401(k) deposits are an essential function of any 401(k) plan, and there are complicated (and sometimes frustrating) rules that govern deposit processes.

Of course, you probably knew that. Otherwise, you wouldn’t be here.

You’re likely reading this for one of the following reasons:

  • You’re new to your 401(k) administration or HR position, and looking to learn like a champ.
  • Issues with deposits were uncovered during your 401(k) audit.
  • You’d just like a quick refresher.

There are actually many more reasons to read this post, but we’ve got more important information to share. So let’s quickly talk about…

Payroll Processing and the 401(k) Deposit Rules for Employers

The 401(k) deposit rules for employers revolve around your payroll processing. If your business offers a 401(k) plan, your payroll processes have to comply with the IRS rules and regulations. Otherwise, you’re in for a whole lot of hassle.

With that, let’s get to the actual rules.

The Rules & How They’re Determined

When it comes to 401(k) contributions, there’s one central guiding rule:

The Essential 401(k) Deposit Rule

Make contributions ASAP. In reality, this is as soon as administratively feasible. The IRS requires that 401(k) contributions be deposited as soon as possible after the money is withheld from the employee’s paycheck.

When are deposits counted?

The deposit is only counted once it has been received by the investment company or Plan Custodian (the entity which holds the money and deposits it into funds). That’s because 401(k) deposit rules are all about making sure the participant's money is working for them as quickly as possible.

Naturally, what counts as “as quickly as possible” varies between businesses, so the IRS also sets maximum thresholds for these deposit deadlines, which depend on the size of your plan.

Small plans:

If you have a small plan (fewer than 100 eligible participants), you’re in luck! The IRS allows for a 7-day safe-harbor deadline. That means you have 7 business days to make sure employee contributions are deposited without having to pay any taxes, penalties, or worry about a lot more red tape.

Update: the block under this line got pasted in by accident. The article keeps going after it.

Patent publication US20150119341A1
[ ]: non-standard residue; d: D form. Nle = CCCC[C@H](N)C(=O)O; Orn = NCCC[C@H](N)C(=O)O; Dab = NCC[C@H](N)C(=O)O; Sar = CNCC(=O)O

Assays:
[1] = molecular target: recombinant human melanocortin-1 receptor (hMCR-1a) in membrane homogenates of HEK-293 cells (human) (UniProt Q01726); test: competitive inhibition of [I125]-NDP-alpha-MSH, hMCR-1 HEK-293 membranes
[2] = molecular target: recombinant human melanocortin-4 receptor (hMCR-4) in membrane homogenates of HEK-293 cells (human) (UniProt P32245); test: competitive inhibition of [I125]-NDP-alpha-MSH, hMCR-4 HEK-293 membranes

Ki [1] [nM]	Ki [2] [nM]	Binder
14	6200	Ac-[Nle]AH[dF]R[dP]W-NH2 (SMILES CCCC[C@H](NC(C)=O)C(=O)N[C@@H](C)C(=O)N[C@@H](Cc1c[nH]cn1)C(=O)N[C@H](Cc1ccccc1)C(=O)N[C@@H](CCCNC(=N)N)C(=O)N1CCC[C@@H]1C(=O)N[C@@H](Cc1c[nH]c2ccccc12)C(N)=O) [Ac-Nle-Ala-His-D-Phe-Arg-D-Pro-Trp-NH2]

If, however, you have over 100 eligible plan participants, things are a little less straightforward:

Large plans:

What you should do:
The essential rule comes back into play here. If you are responsible for a large plan, the best bet is to make deposits by the earliest date you can segregate contributions from general assets.

The IRS-Mandated Deadline:
The maximum deadline set by the IRS is the 15th business day of the month after the payroll month.
Ex: July payroll contribution deadline = August 15th

An Important Caveat:
You can still be considered late if you’re making deposits in less than 15 days. 15 days is the absolute maximum, but the IRS actually considers your 401(k) deposit late if it takes longer than it normally does to make a deposit.

Auditors have some sort of formula which basically just averages the number of days it took to do the transfer during the plan year in question. Then, any 401(k) deposits that took longer than this average are flagged as late.

Consequences For Breaking The Rules

Now, like all the best things involved in 401(k) plan administration, messing up 401(k) deposits comes with a wide range of consequences:

1. Fees resulting from late deposits